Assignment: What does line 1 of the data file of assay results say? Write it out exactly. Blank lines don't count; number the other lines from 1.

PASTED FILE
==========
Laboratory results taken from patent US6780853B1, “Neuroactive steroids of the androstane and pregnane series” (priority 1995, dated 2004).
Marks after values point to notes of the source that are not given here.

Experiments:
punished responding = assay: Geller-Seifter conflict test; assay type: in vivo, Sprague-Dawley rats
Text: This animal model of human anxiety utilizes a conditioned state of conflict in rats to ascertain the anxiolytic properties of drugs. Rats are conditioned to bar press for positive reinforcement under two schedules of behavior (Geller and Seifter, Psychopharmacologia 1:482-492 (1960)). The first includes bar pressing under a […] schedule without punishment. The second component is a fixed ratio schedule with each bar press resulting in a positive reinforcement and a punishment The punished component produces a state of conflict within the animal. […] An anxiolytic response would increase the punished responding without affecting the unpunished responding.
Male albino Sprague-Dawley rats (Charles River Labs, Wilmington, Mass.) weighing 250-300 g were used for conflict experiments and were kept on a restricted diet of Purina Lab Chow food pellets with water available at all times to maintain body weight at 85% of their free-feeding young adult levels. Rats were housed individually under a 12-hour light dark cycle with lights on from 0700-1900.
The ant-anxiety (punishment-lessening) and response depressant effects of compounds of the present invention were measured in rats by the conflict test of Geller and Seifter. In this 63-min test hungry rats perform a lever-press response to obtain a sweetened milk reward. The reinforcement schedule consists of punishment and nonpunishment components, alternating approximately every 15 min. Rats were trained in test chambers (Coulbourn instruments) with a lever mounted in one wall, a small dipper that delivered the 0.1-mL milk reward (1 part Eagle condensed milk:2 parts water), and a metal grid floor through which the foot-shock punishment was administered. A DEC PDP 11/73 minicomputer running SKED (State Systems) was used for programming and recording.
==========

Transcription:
Laboratory results taken from patent US6780853B1, “Neuroactive steroids of the androstane and pregnane series” (priority 1995, dated 2004).